Juggling the phone with the brownie bowl, I dialed Leanne Maertens number, “Hey is Philip there yet?”

I heard her doorbell ring in the background, “Yes, I think he’s at the door now.”

“Well, he’s run away from home and I figure he’ll hang out until dinner. Let me know when he leaves.”

Philip spent the entire afternoon playing with Christopher and Edward and then Leanne called to say that our little runaway was coming home. He returned a few minutes later and announced, “Well, I’m back from running away, Mama! What’s for dinner?”

Fast forward a few years and Philip’s left home again—for good. He’s in graduate school at Stanford and has to cook all his own dinners. He learned that there’s a good way to leave home and a not-so-good way to leave. Here are the things parents do to help their kids leave home well.

Budget Babies

     Before your child leaves make sure that you help them establish a workable budget. The categories should include housing, transportation, clothing, food, entertainment, and (if necessary) tuition and books.  Go to Ellie Kay’s tool page and for an online budget. Decide, up front, what they will pay for from their own work money and what you will cover. Ask them to send you a monthly budget report and review it with them. Look at this as an opportunity to coach them in right choices but beware of funding their failures by bailing them out on a regular basis. This is the time for them to learn to live on their own in a healthy way.

Banking and Credit Cards

      Your college bound student will need banking accounts for checking and savings. Research banks (or savings and loans) that offer student banking programs. Or go to CheckingFinder . Now is also the time to educate your child on the dangers of easy credit. They will have access to thousands of dollars worth of credit through a variety of offers that may show up in their student mailbox—if they can find a co-signer or prove they have an adequate income. Teach them to shred these credit card offers in order to help protect their identity and also direct them to order their free annual report from each of the three major credit reporting bureaus at AnnualCreditReport (& warn them to bypass any offers that require money, only get the FREE report.)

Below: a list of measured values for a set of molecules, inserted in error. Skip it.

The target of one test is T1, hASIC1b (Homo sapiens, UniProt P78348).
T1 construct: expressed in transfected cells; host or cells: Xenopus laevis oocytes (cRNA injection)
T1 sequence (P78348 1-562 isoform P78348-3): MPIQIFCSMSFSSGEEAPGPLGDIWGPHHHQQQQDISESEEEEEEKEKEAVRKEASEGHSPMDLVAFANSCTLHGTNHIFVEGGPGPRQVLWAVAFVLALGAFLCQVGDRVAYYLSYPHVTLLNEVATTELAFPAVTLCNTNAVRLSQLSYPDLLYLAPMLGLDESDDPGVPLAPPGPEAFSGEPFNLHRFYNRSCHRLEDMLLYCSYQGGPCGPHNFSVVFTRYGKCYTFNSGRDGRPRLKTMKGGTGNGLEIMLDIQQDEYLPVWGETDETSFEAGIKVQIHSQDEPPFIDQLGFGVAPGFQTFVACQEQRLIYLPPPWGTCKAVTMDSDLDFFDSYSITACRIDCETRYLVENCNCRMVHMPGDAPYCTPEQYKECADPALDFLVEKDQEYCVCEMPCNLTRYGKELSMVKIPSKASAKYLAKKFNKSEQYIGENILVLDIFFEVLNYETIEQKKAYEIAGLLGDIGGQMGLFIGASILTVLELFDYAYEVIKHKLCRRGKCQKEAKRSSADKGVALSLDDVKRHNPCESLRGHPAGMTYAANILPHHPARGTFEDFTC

Help your children set up their own credit card by getting an additional card that you control on your own credit card account (we use American Express) and make sure that initially, they only have a $300 credit limit. As they charge and pay off the balance each month, they’ll build their own credit score as well. Our son, Daniel, when he was a senior in college built enough good credit to prequalify for a townhouse! It all started with our involved effort to help him establish and build credit wisely—without getting into debt.

Borrowing and Student Loans